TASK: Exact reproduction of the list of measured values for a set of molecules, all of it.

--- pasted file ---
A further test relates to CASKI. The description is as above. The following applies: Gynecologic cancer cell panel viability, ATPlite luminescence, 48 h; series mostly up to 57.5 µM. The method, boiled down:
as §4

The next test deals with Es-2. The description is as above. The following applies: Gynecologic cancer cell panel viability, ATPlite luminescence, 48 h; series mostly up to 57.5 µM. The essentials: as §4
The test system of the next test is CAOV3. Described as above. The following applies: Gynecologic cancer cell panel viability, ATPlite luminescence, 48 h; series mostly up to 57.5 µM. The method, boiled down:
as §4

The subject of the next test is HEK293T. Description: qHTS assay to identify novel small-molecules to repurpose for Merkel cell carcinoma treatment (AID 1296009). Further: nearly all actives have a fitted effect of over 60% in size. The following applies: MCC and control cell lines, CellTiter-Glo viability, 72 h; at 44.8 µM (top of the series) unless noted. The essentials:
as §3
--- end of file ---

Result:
A further test relates to CASKI. The description is as above. The following applies: Gynecologic cancer cell panel viability, ATPlite luminescence, 48 h; series mostly up to 57.5 µM. The method, boiled down:
as §4

The next test deals with Es-2. The description is as above. The following applies: Gynecologic cancer cell panel viability, ATPlite luminescence, 48 h; series mostly up to 57.5 µM. The essentials: as §4
The test system of the next test is CAOV3. Described as above. The following applies: Gynecologic cancer cell panel viability, ATPlite luminescence, 48 h; series mostly up to 57.5 µM. The method, boiled down:
as §4

The subject of the next test is HEK293T. Description: qHTS assay to identify novel small-molecules to repurpose for Merkel cell carcinoma treatment (AID 1296009). Further: nearly all actives have a fitted effect of over 60% in size. The following applies: MCC and control cell lines, CellTiter-Glo viability, 72 h; at 44.8 µM (top of the series) unless noted. The essentials:
as §3